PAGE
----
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Ordering Disorder: Grid Principles for Web Design: Process

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Khoi Vinh outlines principles that every designer should keep in mind when building a grid.
This chapter is from the book

The balance of this book focuses on how to build a grid, including an overview of the steps to a working solution. Before we begin, though, it’s useful to outline principles that every designer should keep in mind.

A grid should focus on problem solving first and aesthetics second. A grid can provide such a seductive aesthetic enhancement to any design that it’s tempting to focus on its beauty rather than its utility. Many designers become preoccupied with the beauty of the grid and contort content or functionality to squeeze it in, regardless of how uncomfortable or ill-suited it may be. But the most successful grids are built in service of well-defined problems. Whether they’re communication problems, organizational problems, or transactional problems, a grid derives its beauty from how well its resolves those challenges.

A grid is a component of the user experience. A grid is not a tool to impose complete control over a user’s experience of a website. Rather, a grid is a framework within which the user can control his own experiences. Designers should not force every element and interaction to occur within the grid, nor should they allow the user experience to be unformed and unpredictable. It’s the designer’s job to make certain decisions for the user—not every decision, but enough so the user can accomplish his goals unhindered. The grid is a tool for that job.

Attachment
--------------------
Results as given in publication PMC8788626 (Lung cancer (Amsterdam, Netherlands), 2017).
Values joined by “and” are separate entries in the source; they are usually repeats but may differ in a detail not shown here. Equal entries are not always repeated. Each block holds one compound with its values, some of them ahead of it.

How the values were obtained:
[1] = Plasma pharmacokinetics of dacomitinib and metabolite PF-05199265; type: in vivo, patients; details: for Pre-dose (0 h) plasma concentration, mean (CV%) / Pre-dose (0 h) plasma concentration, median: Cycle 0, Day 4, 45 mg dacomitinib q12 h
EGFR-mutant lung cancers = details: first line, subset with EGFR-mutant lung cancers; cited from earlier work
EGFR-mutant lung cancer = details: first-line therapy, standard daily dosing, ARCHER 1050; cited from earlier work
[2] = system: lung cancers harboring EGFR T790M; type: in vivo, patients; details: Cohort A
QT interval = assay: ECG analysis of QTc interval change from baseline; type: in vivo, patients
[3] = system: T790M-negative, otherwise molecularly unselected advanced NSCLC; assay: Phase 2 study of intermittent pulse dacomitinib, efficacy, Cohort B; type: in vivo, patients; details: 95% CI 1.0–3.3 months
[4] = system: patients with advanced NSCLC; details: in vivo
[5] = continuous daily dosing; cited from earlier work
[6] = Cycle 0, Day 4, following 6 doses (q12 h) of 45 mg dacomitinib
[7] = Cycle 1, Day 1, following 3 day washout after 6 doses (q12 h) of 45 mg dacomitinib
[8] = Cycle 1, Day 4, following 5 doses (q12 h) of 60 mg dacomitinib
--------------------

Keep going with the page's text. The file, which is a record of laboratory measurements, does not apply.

The simpler the grid, the more effective it is. The principles described in this book can be used to create grids made up of sixteen, twenty, or even more units, in any combination of columns of uniform or irregular width. However, the fact of the matter is that the designer should always strive to create the simplest grid possible. As we’ll see, mathematic precision is a key element of good grid design, but mathematical usefulness is just as important. The formulas you use to calculate combined units and columns should be fairly straightforward, even simple enough to do in your head or to explain quickly to a colleague. The simpler a grid system is to use and to explain to others, the more users will benefit from that grid system.


Here, then, are the major steps in designing a grid solution:

  1. Research and requirements
  2. Wireframes
  3. Preparatory design
    • Pencil sketches
    • Units, columns, baseline development and calculations
    • Page sketches
  4. Comps
  5. Production (code)

Keep in mind that though our thinking should be rigorous, our process need not be. Though the order in which I’ve presented these steps has been useful to me, it may not necessarily work for every designer. Not every step must be followed in exactly the same order, for a specific amount of time, in a specific way, or even at all. For example, step 3, preparatory design, is a set of three different activities that are often done concurrently, with the designer switching between pencil and paper, software, and back-of-the-envelope math as necessary. What matters is not the rote repetition of these steps, but following the principles of good grid design throughout.

All the same, it’s worth spending some time up front to discuss two critical steps in this process. The first is research, and the second is sketching.

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